Two letters written to Salmon Arm city council called for signs prohibiting the use of engine brakes on the eastside of Salmon Arm. (Cameron Thomson/Salmon Arm)

Two letters written to Salmon Arm city council called for signs prohibiting the use of engine brakes on the eastside of Salmon Arm. (Cameron Thomson/Salmon Arm)

Salmon Arm residents urge ban on use of Jake brakes in city

Concerns brought to attention of city council, decision on signs up to ministry

Two Salmon Arm residents have heard the rumble of an engine brake a few too many times.

The issue was brought up at the Salmon Arm city council meeting on Tuesday, Oct. 15. Two separate letters were received by council suggesting signs be erected to lower speed limits and prohibit the use of the braking system within city limits. According to Robert Niewenhuizen, director of engineering and public works, the city does not have any signs addressing the issue. The city does have a traffic bylaw that prohibits the use of engine brakes within its boundary.

Read more: RCMP treating truck fire at horse rescue as arson

Read more: VIDEO: Dramatic dashcam video shows semi truck roll-over in Abbotsford

Commonly known as a Jake brake or Jacobs brake, the engine braking system essentially transforms an engine into a giant air compressor. The brake works by opening the exhaust valve at the top of the engine’s compression stroke, letting out air before it can be compressed and send the piston back down to generate power to the crankshaft. Without a muffler, this release of air is what can create sounds between 96 and 101 decibels – a typical rock concert can reach up to 110-115 decibels.

While noisy, the braking system is an effective way of slowing down the vehicle on long downhills. Using the engine brake reduces the load on foundation brakes which helps prevent overheating and significant wear.

Debbie Lovestone lives in Burlington Heights, an apartment complex less than 200 meters away from the Trans-Canada Highway in Salmon Arm. Lovestone wrote the noise created by the use of Jake brakes wakes her up on a nightly basis.

“The truckers seem to be surprised in the reduction of speed halfway down the curved hill between McDonald’s and the new Marriott hotel. This is the place where they seem to engage their Jake brakes,” Lovestone wrote.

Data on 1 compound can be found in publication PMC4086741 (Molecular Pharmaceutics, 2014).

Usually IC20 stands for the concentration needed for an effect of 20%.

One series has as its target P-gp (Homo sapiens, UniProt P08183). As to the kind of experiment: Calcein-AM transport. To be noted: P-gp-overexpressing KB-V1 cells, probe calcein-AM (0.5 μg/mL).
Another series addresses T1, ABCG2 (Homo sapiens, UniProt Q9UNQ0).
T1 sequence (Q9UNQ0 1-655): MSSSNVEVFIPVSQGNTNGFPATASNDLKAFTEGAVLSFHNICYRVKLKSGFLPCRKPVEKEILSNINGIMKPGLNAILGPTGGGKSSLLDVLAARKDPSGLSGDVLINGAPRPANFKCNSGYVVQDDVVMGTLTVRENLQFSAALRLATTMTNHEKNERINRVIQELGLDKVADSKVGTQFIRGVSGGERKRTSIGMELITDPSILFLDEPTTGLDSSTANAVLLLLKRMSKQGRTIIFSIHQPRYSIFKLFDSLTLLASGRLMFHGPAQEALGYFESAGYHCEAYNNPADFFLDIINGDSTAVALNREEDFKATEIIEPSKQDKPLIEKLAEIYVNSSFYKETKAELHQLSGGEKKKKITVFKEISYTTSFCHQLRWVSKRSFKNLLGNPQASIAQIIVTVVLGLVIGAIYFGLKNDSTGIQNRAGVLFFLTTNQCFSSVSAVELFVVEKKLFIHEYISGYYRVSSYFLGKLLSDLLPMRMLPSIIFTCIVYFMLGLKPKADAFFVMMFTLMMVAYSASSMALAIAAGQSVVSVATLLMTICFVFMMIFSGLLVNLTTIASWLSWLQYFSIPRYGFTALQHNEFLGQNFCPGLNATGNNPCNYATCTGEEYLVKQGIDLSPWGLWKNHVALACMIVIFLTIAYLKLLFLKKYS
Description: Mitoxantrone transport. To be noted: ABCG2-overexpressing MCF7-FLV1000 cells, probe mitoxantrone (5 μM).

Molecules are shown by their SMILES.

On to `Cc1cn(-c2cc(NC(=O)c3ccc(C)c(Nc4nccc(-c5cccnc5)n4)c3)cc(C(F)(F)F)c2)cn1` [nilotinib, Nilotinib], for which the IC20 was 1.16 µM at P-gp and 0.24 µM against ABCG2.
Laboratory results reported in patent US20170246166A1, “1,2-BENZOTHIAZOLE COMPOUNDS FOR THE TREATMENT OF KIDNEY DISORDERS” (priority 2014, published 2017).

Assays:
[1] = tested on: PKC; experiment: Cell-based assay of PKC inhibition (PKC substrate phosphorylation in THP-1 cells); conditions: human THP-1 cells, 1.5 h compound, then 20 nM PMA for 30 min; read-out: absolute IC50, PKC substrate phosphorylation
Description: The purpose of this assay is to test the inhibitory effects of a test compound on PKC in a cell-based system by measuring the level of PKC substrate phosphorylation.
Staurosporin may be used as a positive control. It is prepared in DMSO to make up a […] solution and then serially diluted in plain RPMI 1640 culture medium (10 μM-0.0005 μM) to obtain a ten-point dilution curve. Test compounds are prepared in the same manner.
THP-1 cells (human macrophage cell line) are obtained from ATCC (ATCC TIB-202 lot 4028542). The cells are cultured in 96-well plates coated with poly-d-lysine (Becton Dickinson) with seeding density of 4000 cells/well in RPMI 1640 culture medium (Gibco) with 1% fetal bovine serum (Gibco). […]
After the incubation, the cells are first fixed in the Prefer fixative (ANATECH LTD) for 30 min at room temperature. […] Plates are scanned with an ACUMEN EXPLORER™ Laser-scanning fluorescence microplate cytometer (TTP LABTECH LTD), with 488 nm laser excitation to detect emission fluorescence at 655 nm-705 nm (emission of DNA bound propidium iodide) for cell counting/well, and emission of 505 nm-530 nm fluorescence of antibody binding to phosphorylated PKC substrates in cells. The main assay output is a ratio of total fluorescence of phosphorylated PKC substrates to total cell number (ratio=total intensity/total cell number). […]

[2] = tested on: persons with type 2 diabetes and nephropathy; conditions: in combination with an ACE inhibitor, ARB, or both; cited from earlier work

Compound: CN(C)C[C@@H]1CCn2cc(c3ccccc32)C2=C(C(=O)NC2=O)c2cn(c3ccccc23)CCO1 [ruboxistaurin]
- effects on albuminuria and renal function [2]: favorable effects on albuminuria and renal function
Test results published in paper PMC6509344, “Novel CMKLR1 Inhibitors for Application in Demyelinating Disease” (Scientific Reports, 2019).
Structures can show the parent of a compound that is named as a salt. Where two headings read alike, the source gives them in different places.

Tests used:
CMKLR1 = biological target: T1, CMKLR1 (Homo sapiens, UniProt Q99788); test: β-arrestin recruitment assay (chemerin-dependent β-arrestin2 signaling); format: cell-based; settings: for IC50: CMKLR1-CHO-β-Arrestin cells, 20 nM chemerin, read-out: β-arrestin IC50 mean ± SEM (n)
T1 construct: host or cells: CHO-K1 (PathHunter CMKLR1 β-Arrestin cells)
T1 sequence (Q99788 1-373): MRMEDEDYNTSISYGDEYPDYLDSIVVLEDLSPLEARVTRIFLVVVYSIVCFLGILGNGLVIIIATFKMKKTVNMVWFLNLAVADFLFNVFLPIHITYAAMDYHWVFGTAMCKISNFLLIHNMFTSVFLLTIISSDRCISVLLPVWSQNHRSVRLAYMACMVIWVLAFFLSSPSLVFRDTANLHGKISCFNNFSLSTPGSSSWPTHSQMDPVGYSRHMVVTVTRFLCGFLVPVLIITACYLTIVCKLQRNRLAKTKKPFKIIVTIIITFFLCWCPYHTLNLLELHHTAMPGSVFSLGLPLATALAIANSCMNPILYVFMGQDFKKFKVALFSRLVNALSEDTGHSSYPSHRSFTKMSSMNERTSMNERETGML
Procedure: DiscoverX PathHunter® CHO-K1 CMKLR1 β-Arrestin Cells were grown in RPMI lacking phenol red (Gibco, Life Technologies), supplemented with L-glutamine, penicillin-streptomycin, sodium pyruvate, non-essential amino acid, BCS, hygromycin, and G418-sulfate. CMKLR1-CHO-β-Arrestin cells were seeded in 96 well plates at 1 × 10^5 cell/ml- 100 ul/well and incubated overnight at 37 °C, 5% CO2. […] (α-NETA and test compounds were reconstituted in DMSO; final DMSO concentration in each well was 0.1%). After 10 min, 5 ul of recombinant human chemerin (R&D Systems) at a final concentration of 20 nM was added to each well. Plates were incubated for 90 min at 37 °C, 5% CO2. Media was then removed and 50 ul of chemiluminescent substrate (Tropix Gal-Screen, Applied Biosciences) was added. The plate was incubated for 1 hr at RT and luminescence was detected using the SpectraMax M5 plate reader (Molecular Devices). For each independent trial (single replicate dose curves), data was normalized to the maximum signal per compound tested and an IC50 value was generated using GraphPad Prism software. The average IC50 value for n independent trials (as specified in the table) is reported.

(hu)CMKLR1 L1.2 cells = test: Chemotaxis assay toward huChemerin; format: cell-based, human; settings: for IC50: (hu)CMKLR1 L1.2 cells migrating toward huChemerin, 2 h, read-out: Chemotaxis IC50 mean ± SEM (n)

In the letter Lovestone called for the erection of signs that would read “Residential area, use of Jake brakes prohibited.”

The company that produces the engine brake, Jacobs Vehicle Systems, recommends that if signs are to be implemented in communities they should read ‘Unmuffled engine brake use prohibited except emergency’ to avoid trademark infringement.

Read more: Semi truck stuck, then unloaded, on Salmon Arm’s Shoemaker Hill switchback

Read more: Kamloops man hangs on to back of stolen truck as suspect speeds away, crashes

Ruby Lipscomb wrote to council requesting a similar prohibitive sign be placed in the same area of the city.

“Trucks coming into the city from the east are often able to keep up a steady speed until they are going down the long hill to the city centre,” Lipscomb wrote. “This loud, abrasive noise can be heard for a long way along the highway and down the valley.”

Councillor Sylvia Lindgren agreed with the letters. mentioning her visiting family members noticed the noise and would appreciate hearing it less.

A statement provided by the Ministry of Transportation and Infrastructure explains that a request for advisory signs to avoid using engine brakes along a provincial roadway in a residential area is processed through the local ministry office. The ministry will assess the location to determine if advisory signs are warranted.

“These signs are challenging to enforce because they are advisory in nature. An officer would need to prove that the noise being produced by the engine was unnecessary as per 7A.01 of the Motor Vehicle Act. The infraction carries a $109 fine,” the statement read.